NEW DELHI: Chinese device maker OnePlus has been restrained by the Delhi High Court from marketing and selling of handsets bearing the Cyanogen mark. The court, after hearing the plea of Micromax Informatics, though allowed the Chinese company to clear its stocks through an interim order. In the case 3761/2014 between the Micromax Informatics and Shanzhen Oneplus Technology, lawyers for the former argued that they have entered into “exclusive rights” with the US software developing company Cyanogen, and alleged that OnePlus has breached its rights.
China and India are two of the most lucrative markets in the world for smartphone makers. But even though both are developing countries, there’s no one-size-fits-all strategy to tackle them both. China’s massive, well-established mobile mobile market is nearing saturation, while India is just getting started.
Last week, Chinese phone maker Xiaomi was hit with a sales ban in India. Today, that has been partially lifted by the Delhi High Court, reports The Hindu. Today’s ruling allows Xiaomi to sell only Qualcomm-powered smartphones in India, and only until January 8, 2015. This allows Xiaomi to sell three of the four models it had launched in India – the Redmi Note 4G, the Mi3, and the Redmi 1S. The MediaTek-powered Redmi Note remains fully banned.
NEW DELHI: Delhi High Court on Tuesday granted temporary relief to Chinese smartphone maker Xiaomi, allowing it to sell its handsets in the country provided they use Qualcomm’s chipsets. The world’s third-largest smart phone maker will resume flash sales in India from December 23, the company said. The order by a division bench set aside a total ban on Xiaomi devices sale in the country issued by a single judge of the same court last week.
Earlier today Here, the maps service owned by Nokia, announced a partnership with Baidu that will see it power the Chinese search giant’s mapping technology outside of China. According to a release from the Finnish company, Baidu Maps’ first Here-powered market will be Taiwan, with other countries expected to roll out soon. The news marks a minor but noteworthy development as China’s internet giants seek to expand their footprints abroad.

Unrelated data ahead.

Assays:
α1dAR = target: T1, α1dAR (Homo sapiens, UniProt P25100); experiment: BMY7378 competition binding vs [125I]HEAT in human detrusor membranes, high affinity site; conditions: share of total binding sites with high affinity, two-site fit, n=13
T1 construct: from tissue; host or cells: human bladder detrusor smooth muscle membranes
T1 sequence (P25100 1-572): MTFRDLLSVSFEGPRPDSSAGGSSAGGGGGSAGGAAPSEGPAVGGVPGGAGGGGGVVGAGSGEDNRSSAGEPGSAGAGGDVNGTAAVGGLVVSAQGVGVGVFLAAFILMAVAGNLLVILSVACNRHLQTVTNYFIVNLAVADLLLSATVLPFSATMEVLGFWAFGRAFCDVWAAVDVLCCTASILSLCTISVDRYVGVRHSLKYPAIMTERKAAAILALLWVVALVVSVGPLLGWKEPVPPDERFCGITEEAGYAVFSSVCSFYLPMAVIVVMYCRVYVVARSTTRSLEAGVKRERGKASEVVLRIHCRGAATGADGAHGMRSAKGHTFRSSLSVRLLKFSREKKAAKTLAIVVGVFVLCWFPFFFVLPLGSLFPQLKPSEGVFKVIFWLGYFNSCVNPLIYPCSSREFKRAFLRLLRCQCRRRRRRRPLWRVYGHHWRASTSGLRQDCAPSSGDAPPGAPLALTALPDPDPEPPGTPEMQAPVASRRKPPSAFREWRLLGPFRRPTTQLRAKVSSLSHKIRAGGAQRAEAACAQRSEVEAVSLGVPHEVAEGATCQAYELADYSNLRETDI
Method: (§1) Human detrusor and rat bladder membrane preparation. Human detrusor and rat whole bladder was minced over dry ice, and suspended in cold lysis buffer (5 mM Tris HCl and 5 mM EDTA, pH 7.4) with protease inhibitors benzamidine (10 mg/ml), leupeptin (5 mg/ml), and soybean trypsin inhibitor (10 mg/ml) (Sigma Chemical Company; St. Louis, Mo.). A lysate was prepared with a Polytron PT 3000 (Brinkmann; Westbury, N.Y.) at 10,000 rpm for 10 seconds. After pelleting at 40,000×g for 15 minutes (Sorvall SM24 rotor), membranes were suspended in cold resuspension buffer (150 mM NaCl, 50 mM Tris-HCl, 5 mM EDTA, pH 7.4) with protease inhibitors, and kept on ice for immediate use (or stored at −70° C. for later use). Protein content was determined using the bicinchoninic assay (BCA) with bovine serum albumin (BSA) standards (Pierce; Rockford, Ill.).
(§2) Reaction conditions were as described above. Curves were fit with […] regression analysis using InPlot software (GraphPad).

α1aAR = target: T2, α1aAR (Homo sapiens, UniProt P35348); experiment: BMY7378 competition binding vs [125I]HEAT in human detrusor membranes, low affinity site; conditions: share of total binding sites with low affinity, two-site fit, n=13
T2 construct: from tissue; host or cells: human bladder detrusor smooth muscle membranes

With the server market’s rapid growth and the China government’s aggressive efforts to build up the country’s server industry, China-based server brand vendors have all seen their annual shipment growths surpassing 50% in the past few years. As Lenovo completed the acquisition of IBM’s server business in September of 2014, Digitimes Research expects the strong growth to continue in 2015.
TAIPEI — Taiwan’s Asustek Inc. (華碩) is gearing up to grab a larger market share in India after its major Chinese rival in that country, Xiaomi Inc., was barred from selling its handsets there by an Indian court last week for infringing upon technology patented by Ericsson, according to a report by the Commercial Times Sunday. With Xiaomi stopped from selling in India, the report said, Asustek is expected to surpass Xiaomi in terms of units sold in the coming months in the Indian market.
China now has 386 million daily active Android users, according to data from Baidu, China’s top search engine. This is the first time we’ve had an update on this figure since Q3 2013, when the search giant said the country had 270 million active Android users each day. A Baidu representative issued the figure to Tech in Asia, explaining that the new 386 million number was compiled for the company’s Q2 Mobile Distribution Report but was not actually included in the document.
Xiaomi, the disruptive Chinese phone maker that sold 18.7 million phones in 2013, has revealed inadvertently how much profit and revenue it pulled in last year. Xiaomi generated RMB 347.48 million (US$56.15 million) in profit in 2013 from RMB 26.58 billion (US$4.3 billion) in revenue. The numbers emerged from documents filed by Xiaomi in relation to its US$200 million stake in Midea, which happened over the weekend. The figures were spotted by Reuters.
China continued to overshadow other countries in published patent applications, publishing 629,612 patents in 2013, which was over 200,000 more than the United States, according to Thomson Reuters. Thomson Reuters’ report titled Chinese Corporate Trends and Globalization for IP shows that, over a decade, the ratio of domestic to foreign applications has also shifted from just under 50% to over 75%.